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Why Mars Mission Tops Wish List: Space Exploration Priorities Explained

Exploring icy planets, lunar oceans and martian soil should rank high on NASA’s to-do list, an expert panel of the National Research Council concluded this week. But high costs could keep some of the most promising missions earthbound.

Planet scientists tasked with placing value on space exploration factored in budget constraints when ranking the next decade’s planetary missions, and advised that some of the multi-billion dollar missions only go forward if price tags go down.

The Planetary Science Decadal Survey was produced after interviews with the world’s top planetary scientists, number crunching by independent contractors … and a large dose of sticker shock, says Steven Squyres of Cornell University, the panel’s chair, who recently detailed the report in an interview with PBS NewsHour Science Correspondent Miles O’Brien:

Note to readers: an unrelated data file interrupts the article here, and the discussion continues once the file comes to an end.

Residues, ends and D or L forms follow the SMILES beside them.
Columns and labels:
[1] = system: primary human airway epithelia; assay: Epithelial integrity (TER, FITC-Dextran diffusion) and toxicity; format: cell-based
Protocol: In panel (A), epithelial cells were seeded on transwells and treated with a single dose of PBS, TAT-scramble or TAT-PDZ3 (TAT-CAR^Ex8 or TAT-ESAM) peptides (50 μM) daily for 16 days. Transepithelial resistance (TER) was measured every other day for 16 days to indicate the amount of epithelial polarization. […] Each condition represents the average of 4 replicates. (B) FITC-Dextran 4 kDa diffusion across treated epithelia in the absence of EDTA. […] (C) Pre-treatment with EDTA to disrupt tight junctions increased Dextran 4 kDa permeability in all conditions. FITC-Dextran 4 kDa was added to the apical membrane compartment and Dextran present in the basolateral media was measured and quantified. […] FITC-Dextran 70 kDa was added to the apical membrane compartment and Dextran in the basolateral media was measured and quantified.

Topping the list is a mission to send a rover to Mars to collect rock and soil samples, and then haul them back to earth, where they’d be analyzed for evidence of life. The Mars Astrobiology Explorer Cacher, known as MAX-C, would also study the planet’s geology and climate history.

But that mission should only be undertaken if at least $1 billion gets shaved off from the $3.5 billion estimated cost, the committee concluded. NASA and the European Space Agency, which would partner on the mission, will need to work together to drive that cost down.

Second on the priority list should be studying Jupiter’s icy moon, Europa, which may contain a subsurface ocean beneath its surface, a possible haven for life. And third, a mission to the ice giant Uranus, which is largely understudied, and which Squyres calls “a fundamentally new and different class of planet.”

But these mark only a small sample of the panel’s recommended missions. Also on the list: sending a lander to Venus, an atmospheric probe to Saturn and collecting samples from the nucleus of a comet and from the far side of the moon.

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